South Carolina Praised for Requiring Students to Critically Analyze Evolutionary Theory

Robert L. Crowther, II

Columbia, SC — After months of debate, today the South Carolina Education Oversight Committee unanimously ratified high school biology standards requiring students to understand why “scientists continue to investigate and critically analyze aspects of evolutionary theory.” The South Carolina State Board of Education adopted the standards unanimously last month, and submitted them to the EOC for approval. South Carolina’s new evolution standard does not require teaching the theory of intelligent design.
The biology standard approved requires students to be able to, “Summarize ways that scientists use data from a variety of sources to investigate and critically analyze aspects of evolutionary theory.” This falls under the overall biology standard which says that “The student will demonstrate an understanding of biological evolution and the diversity of life.”
“This victory is an important milestone towards improving the quality of science education, by ensuring that students learn the full range of relevant scientific evidence, including the scientific criticisms of evolution,” said Casey Luskin an attorney and public policy analyst with Discovery Institute’s Center for Science & Culture. “South Carolina is the fifth current state to require students to learn about scientific criticisms of evolution and this policy helps remedy the problem that most biology textbooks today largely ignore scientific challenges to Darwinism.”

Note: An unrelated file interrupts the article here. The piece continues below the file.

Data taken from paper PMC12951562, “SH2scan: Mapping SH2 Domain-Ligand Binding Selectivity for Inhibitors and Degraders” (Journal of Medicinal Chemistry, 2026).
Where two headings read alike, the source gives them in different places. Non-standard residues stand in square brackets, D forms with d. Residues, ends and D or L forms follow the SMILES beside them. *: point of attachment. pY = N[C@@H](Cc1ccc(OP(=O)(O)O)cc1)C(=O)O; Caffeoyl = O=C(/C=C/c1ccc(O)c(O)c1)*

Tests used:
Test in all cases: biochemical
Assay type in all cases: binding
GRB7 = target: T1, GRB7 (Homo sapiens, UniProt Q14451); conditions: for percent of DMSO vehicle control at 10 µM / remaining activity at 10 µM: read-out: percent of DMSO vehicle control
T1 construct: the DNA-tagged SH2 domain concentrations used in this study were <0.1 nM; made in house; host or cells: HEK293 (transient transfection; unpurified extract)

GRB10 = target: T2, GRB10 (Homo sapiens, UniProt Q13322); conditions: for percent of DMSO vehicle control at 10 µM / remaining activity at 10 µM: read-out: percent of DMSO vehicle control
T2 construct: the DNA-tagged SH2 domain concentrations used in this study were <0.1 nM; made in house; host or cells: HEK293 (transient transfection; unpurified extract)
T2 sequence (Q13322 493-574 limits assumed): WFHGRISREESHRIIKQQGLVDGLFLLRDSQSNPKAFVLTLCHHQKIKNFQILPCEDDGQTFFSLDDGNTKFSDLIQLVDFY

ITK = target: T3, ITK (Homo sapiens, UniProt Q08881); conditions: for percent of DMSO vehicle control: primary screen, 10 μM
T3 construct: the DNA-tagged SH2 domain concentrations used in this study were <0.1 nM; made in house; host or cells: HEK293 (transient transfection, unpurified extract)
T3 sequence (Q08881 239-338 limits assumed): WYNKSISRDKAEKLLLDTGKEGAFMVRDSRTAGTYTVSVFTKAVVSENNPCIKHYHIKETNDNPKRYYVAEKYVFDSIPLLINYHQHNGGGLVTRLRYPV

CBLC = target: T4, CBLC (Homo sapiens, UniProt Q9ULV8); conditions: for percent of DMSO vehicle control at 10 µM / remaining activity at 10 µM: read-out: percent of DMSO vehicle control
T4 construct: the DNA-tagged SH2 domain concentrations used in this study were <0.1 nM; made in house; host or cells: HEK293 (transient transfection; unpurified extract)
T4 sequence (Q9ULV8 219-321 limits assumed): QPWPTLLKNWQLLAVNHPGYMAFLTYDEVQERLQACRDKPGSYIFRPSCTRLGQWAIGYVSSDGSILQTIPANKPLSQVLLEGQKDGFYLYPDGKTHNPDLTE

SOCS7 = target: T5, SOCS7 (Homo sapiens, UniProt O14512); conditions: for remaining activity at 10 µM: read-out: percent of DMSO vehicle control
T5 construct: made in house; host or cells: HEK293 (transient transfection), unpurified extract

South Carolina State Senator Mike Fair, a member of the Education Oversight Committee, and Terrye Campsen Seckinger, a member of the South Carolina Board of Education, issued a statement applauding the approval of the new high school biology standards: “It is impossible to meet this standard without the discussion of the meaning of critical analysis as it applies to evolutionary science. This is a great improvement over our 2000 standards. Students will now have the opportunity to wholly learn about the theory of evolution. This means that students will have the opportunity to fully discuss all aspects of evolutionary theory instead of limiting discussion to only evidence that might support it.”
Discovery Institute is a non-profit, public policy center that studies issues from transportation to technology to science. In science education, it supports a “teach the controversy” approach to Darwinian evolution and believes that students should have the opportunity to study both the strengths and the weaknesses of Darwinian evolution as a scientific theory. At the same time, the Institute opposes any attempt to mandate the teaching of alternative theories such as intelligent design by school districts or state boards of education.

Robert Crowther

Robert Crowther holds a BA in Journalism with an emphasis in public affairs and 20 years experience as a journalist, publisher, and brand marketing and media relations specialist. From 1994-2000 he was the Director of Public and Media Relations for Discovery Institute overseeing most aspects of communications for each of the Institute's major programs. In addition to handling public and media relations he managed the Institute's first three books to press, Justice Matters by Roberta Katz, Speaking of George Gilder edited by Frank Gregorsky, and The End of Money by Richard Rahn.